However, the court also considered the question of whether Wilson had agreed to accept the adjudicator's ruling as to the identity of the contracting parties and thus to accept jurisdiction. The trial judge had suggested that as the adjudicator was asked to make a decision on this point and as he actually did do this, his decision had to be followed by the court.
The court disagreed. Following the decision of Judge Gilliland QC in Nordot vs Siemens, which required a clear and unequivocal statement or agreement to be bound by an adjudicator's decision on jurisdiction, Lord Justice Brown said that there was no such clear evidence that Wilson was submitting to the jurisdiction of the adjudicator in this full sense. Therefore the decision of Judge Mackay was overturned on the basis that the adjudicator did not have jurisdiction to hear the referral.
Lord Justice Brown also took the opportunity to comment on a suggestion made in the Building Law Reports that there was a danger, following cases such as the decision of Judge Dyson in The Project Consultancy vs Trustees of the Gray Trust, that any arguable challenge to jurisdiction would result in an adjudicator's decision that was not summarily enforceable and that this in turn would have the effect of undermining one of the prime objectives of the Act, namely the prompt resolution of disputes.
Lord Justice Brown said the following:
"Let me now return briefly to the editors' commentary in the Building Law Reports. I readily recognise the concern lest this salutary new statutory power to promote early payment in construction contract cases be emasculated by jurisdictional challenges. The solution, however, seems to me not in finding defendants too readily to have, in the full sense, submitted to the adjudicator's jurisdiction, which if properly advised they plainly would not do. Rather, as Dyson J observed in paragraph 8 of his judgment in the Project Consultancy Group case, it is for courts (and adjudicators) to be 'vigilant to examine the arguments critically'. It is only if the defendant had advanced a properly arguable jurisdictional objection with a realistic prospect of succeeding upon it that he could hope to resist the summary enforcement of an adjudicator's award against him.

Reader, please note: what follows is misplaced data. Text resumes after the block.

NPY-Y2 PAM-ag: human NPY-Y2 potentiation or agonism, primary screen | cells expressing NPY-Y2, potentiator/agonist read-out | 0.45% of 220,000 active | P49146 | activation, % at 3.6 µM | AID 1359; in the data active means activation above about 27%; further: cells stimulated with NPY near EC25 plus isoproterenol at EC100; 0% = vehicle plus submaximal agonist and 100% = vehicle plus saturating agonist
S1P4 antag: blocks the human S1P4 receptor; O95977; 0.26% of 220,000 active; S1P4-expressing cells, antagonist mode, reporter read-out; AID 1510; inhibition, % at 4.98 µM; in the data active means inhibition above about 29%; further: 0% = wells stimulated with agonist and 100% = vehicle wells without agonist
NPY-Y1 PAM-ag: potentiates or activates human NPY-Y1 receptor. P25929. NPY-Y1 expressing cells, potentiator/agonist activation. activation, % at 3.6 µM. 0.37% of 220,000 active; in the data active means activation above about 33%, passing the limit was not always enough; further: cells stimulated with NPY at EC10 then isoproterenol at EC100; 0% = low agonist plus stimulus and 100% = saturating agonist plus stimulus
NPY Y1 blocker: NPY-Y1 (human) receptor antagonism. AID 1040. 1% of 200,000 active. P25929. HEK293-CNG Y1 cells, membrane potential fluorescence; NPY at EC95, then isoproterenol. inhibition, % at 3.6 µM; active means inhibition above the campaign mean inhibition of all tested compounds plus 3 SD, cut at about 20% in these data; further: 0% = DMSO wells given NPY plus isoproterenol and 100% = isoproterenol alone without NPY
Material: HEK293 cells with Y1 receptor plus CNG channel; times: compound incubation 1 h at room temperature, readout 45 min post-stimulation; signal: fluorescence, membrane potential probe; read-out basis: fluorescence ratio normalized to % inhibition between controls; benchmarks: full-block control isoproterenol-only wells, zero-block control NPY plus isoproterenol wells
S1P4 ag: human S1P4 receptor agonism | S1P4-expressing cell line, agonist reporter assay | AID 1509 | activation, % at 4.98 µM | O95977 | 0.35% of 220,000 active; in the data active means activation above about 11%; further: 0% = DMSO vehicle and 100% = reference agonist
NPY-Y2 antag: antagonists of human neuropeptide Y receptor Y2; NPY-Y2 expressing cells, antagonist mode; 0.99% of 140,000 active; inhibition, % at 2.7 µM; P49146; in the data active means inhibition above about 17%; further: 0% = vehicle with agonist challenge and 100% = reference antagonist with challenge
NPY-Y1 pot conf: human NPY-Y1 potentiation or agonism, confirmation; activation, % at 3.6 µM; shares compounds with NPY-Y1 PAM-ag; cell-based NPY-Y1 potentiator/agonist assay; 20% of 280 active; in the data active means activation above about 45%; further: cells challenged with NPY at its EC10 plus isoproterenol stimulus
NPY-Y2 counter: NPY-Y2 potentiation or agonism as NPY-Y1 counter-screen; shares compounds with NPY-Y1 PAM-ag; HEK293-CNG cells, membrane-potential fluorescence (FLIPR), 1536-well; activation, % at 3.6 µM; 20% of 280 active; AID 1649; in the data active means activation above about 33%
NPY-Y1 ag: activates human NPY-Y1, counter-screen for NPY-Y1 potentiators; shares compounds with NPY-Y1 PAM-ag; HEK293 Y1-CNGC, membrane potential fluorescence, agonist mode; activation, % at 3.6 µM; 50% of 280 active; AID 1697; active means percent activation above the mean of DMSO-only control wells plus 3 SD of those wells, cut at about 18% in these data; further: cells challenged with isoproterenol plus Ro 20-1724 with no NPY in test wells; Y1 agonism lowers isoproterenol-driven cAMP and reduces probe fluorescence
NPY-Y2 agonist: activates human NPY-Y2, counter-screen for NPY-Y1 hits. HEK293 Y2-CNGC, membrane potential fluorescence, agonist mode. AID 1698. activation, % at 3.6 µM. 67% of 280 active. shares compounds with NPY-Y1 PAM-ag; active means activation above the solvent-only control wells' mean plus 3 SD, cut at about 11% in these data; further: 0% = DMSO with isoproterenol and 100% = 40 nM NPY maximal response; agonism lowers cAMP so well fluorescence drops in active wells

"The position can, I think, be summarised in the following two propositions. (1) If a defendant to a Part 24(2) application has submitted to the adjudicator's jurisdiction in the full sense of having agreed not only that the adjudicator should rule on the issue of jurisdiction but also that he would then be bound by that ruling, then he is liable to enforcement in the short term, even if the adjudicator was plainly wrong on the issue. (2) Even if the defendant has not submitted to the adjudicator's jurisdiction in that sense, then he is still liable to a Part 24(2) summary judgment upon the award if the adjudicator's ruling on the jurisdictional issue was plainly right."
*Full case details
Thomas-Fredric's (Construction) Ltd vs Wilson, 21 October 2003, Court of Appeal, Simon Brown LJ VP, Judge LJ, Parker J
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If an adjudicator does not have jurisdiction the court will not really find that a party has submitted to adjudication. A clear agreement to adjudicate is required. If a challenge is to be made then it must be made promptly and the adjudicator must critically examine it and come to a conclusion. If a party submits to adjudication then that party will be bound by the decision, which may be enforced.